Commission, industry commit to the long, hard job of reducing animal experimentation

July 11, 2002

Brussels, 10 July 2002

At a conference in Brussels on 9 July, both the Commission and industry agreed on the need to reduce animal experimentation by introducing alternative testing methods, and both agreed that further cooperation is the key to achieving this objective.

Phil Botham from Syngenta central toxicology laboratory in the UK called for EU funding, particularly that available in the Sixth Framework programme (FP6), to be directed towards projects 'where there is a clear end point'. He insisted that industry must have some input into research carried out by universities so that they can ensure that the research meets the needs of industry.

'It [increased use of alternative methods] will only come through funding projects which involve researchers from academia and industry, who can ensure research is directed towards real needs,' said Mr Botham.

Mr Botham also questioned the belief by politicians that animal experiments can be phased out within 10 years.

'I believe it will take 10 to 30 years for some of the more complex tests, like those on cancer or effects of chemicals on an unborn child, to be phased out. We still require basic understanding in biology. We need fundamental research and you can't put a timescale on it,'

Research Commissioner Philippe Busquin also called for more coordination in order to replace animal experimentation with other methods.

'The Commission is committed to fostering the three Rs [reduction, replacement and refinement], including through its own research funding, but we can only get good results if there is a joint effort between scientists, national administrations, industry, NGOs [non governmental organisations] and European policy makers,' said the Commissioner.

The Brussels conference on 9 and 10 July was organised by the Commission in order to assess the latest scientific advances in the reduction of animal testing and discuss future research priorities.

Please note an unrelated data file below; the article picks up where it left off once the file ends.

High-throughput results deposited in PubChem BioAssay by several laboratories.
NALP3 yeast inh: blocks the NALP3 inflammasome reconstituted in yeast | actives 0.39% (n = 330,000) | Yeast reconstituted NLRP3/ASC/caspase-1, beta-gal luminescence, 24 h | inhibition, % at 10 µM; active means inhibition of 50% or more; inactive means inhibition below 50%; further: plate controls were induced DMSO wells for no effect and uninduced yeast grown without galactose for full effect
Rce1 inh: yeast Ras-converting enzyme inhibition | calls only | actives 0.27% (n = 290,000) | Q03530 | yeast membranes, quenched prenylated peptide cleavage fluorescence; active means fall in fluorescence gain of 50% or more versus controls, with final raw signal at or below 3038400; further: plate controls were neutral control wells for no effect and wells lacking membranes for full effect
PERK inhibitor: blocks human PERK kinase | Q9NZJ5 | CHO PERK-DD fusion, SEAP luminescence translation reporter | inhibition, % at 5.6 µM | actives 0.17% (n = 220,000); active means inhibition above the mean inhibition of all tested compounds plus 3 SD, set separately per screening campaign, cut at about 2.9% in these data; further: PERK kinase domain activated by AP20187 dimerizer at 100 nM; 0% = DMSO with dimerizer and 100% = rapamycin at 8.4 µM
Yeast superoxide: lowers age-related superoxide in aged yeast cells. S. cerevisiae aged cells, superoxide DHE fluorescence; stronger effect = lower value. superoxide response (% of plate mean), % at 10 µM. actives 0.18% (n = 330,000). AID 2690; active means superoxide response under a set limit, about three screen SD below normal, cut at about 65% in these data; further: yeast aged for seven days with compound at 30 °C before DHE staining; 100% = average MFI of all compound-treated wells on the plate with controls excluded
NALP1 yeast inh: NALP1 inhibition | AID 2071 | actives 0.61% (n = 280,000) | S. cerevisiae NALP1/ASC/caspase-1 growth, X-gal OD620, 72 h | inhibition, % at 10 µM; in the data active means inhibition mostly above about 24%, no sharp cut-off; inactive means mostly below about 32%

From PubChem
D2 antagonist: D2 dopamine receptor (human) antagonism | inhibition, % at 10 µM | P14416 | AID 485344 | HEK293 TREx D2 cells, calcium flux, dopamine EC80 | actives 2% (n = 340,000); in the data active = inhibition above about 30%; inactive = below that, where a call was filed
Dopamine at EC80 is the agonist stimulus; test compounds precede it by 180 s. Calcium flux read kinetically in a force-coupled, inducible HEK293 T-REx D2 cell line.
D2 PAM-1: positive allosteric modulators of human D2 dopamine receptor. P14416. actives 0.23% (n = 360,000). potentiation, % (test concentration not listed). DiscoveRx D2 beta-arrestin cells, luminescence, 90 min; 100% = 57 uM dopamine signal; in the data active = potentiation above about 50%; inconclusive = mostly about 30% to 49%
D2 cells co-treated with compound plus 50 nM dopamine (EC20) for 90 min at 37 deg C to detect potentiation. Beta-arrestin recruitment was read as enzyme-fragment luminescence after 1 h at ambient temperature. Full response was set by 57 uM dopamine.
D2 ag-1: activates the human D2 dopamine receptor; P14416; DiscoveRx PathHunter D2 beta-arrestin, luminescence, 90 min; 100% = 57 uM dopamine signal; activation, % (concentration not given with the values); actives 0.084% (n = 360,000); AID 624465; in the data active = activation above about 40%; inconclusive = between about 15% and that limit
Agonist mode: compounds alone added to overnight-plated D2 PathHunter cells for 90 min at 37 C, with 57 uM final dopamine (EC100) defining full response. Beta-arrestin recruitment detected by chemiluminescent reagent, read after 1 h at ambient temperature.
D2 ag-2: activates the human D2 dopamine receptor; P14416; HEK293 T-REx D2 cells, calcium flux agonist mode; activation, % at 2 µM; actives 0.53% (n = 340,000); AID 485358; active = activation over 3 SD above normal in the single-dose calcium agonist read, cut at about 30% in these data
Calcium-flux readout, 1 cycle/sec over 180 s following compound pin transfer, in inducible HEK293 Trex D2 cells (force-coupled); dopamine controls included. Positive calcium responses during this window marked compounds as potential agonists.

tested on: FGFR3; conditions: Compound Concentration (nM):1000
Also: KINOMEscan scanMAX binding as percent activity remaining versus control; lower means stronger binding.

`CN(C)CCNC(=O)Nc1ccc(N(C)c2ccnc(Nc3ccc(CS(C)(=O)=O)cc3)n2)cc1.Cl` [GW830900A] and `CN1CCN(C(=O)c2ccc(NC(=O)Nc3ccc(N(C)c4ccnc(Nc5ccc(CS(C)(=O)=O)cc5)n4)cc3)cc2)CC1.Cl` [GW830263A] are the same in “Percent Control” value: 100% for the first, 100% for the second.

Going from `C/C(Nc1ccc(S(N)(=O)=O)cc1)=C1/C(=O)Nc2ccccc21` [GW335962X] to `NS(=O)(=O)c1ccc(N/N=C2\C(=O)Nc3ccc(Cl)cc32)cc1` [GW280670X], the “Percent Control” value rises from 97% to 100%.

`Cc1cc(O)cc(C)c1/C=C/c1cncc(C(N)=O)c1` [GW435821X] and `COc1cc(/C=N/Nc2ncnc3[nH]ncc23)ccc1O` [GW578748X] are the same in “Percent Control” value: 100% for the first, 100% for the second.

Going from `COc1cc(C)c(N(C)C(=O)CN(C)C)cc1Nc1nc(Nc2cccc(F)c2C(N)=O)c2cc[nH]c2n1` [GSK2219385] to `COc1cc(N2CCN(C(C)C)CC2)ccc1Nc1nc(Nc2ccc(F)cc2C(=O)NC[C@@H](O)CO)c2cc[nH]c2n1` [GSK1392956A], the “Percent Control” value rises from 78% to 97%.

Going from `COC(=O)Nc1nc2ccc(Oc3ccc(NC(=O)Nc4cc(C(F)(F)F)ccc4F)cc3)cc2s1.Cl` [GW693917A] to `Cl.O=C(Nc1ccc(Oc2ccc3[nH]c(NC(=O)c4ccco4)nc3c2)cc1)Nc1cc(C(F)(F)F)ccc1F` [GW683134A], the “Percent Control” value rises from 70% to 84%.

As highlighted by Commissioner Busquin, the forthcoming EU Directive on chemical products is likely to reduce the availability of animals for testing. The implementation of the Directive, along with concerns about animal welfare make the development of alternative methods a necessity. Phil Botham underlined the substantial progress made in the last 10 years in reducing the number of animals used for non-regulatory tests. Computer modelling and in-vitro tests have developed significantly over this period and their use is increasing.

Mr Botham stressed however that it is currently mandatory to conduct a variety of tests on a number of products, and that regulations are becoming more stringent. 'There is a concern that there are chemical effects which haven't yet been identified,' he said.

Michael Balls, former head of ECVAM, the European centre for the validation of alternative methods, part of the Commission's Joint Research Centre (JRC), emphasised that it is not alternative methods, but advanced methods which are needed. 'We should be neither optimistic nor pessimistic, but realistic. We need to set targets and put all our efforts into achieving them,' he said.

Professor Balls also underlined the difficult nature of developing new tests. 'We cannot afford to make mistakes. There is a huge burden of responsibility,' he said.

Kees Van Leeuwen, newly appointed Director of the IHCP (Institute for Health and Consumer Protection), of which ECVAM is part, outlined options for the future. He announced that it is currently being decided where the FP6 funding available for the JRC will be channelled and talked of possible cooperation with the USA and Japan in the field of in-vitro testing, as there is a convergence of legislation in this area.

Mr Van Leeuwen also called for a more holistic approach to the development of alternative testing methods. Researchers should start by estimating the effects of chemicals, then move onto in-vitro testing, and finally use animals, if necessary, he said.

Under the Fifth Framework programme, the Commission funded research involving animal experimentation under the Quality of life programme, but the same programme also supported the development of alternative methods. To date, 35 research projects have received funding amounting to 43 million euro, and several more are expected to be funded during 2002. Projects involved the development of cell cultures as well as in silico (computer based) approaches. EU funded research results are systematically sent to ECVAM, which assesses the capacity of these new methods to enter into the validation process. Three alternative methods to animal experimentation and testing have already passed into EU legislation, and another 10 validated methods are in the pipeline.

Projects involving animal experimentation are still funded by the EU as there are areas where there is no alternative method, and because human life is more important than animal welfare, a Commission spokesperson told CORDIS News. He added however that such a choice is a question of values. He added that the Commission evaluates very carefully any project proposals which involve animal testing, and only accept this method if there is no alternative.

For further information in the activities of ECVAM, please consult the following web address:

CORDIS RTD-NEWS/© European Communities, 2001

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